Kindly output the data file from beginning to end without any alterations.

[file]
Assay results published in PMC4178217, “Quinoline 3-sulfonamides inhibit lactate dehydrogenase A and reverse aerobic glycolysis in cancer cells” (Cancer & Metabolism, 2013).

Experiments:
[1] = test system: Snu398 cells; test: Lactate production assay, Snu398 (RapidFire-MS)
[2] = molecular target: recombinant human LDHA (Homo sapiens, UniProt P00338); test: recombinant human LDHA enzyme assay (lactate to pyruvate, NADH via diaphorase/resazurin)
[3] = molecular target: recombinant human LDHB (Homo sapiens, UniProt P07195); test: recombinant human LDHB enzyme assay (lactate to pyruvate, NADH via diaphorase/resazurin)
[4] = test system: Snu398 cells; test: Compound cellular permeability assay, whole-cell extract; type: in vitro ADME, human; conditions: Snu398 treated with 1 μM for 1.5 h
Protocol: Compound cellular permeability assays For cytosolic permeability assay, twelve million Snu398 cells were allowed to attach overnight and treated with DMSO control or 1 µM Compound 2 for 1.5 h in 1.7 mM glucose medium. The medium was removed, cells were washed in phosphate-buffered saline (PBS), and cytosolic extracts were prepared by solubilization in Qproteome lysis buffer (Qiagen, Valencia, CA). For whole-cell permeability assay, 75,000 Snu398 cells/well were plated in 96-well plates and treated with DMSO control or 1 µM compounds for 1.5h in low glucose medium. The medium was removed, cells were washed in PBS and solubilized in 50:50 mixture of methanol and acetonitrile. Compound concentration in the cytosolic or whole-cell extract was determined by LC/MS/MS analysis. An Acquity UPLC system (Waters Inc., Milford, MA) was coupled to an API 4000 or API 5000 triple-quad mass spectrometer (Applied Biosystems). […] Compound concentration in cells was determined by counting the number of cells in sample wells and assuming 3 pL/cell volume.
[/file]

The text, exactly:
Assay results published in PMC4178217, “Quinoline 3-sulfonamides inhibit lactate dehydrogenase A and reverse aerobic glycolysis in cancer cells” (Cancer & Metabolism, 2013).

Experiments:
[1] = test system: Snu398 cells; test: Lactate production assay, Snu398 (RapidFire-MS)
[2] = molecular target: recombinant human LDHA (Homo sapiens, UniProt P00338); test: recombinant human LDHA enzyme assay (lactate to pyruvate, NADH via diaphorase/resazurin)
[3] = molecular target: recombinant human LDHB (Homo sapiens, UniProt P07195); test: recombinant human LDHB enzyme assay (lactate to pyruvate, NADH via diaphorase/resazurin)
[4] = test system: Snu398 cells; test: Compound cellular permeability assay, whole-cell extract; type: in vitro ADME, human; conditions: Snu398 treated with 1 μM for 1.5 h
Protocol: Compound cellular permeability assays For cytosolic permeability assay, twelve million Snu398 cells were allowed to attach overnight and treated with DMSO control or 1 µM Compound 2 for 1.5 h in 1.7 mM glucose medium. The medium was removed, cells were washed in phosphate-buffered saline (PBS), and cytosolic extracts were prepared by solubilization in Qproteome lysis buffer (Qiagen, Valencia, CA). For whole-cell permeability assay, 75,000 Snu398 cells/well were plated in 96-well plates and treated with DMSO control or 1 µM compounds for 1.5h in low glucose medium. The medium was removed, cells were washed in PBS and solubilized in 50:50 mixture of methanol and acetonitrile. Compound concentration in the cytosolic or whole-cell extract was determined by LC/MS/MS analysis. An Acquity UPLC system (Waters Inc., Milford, MA) was coupled to an API 4000 or API 5000 triple-quad mass spectrometer (Applied Biosystems). […] Compound concentration in cells was determined by counting the number of cells in sample wells and assuming 3 pL/cell volume.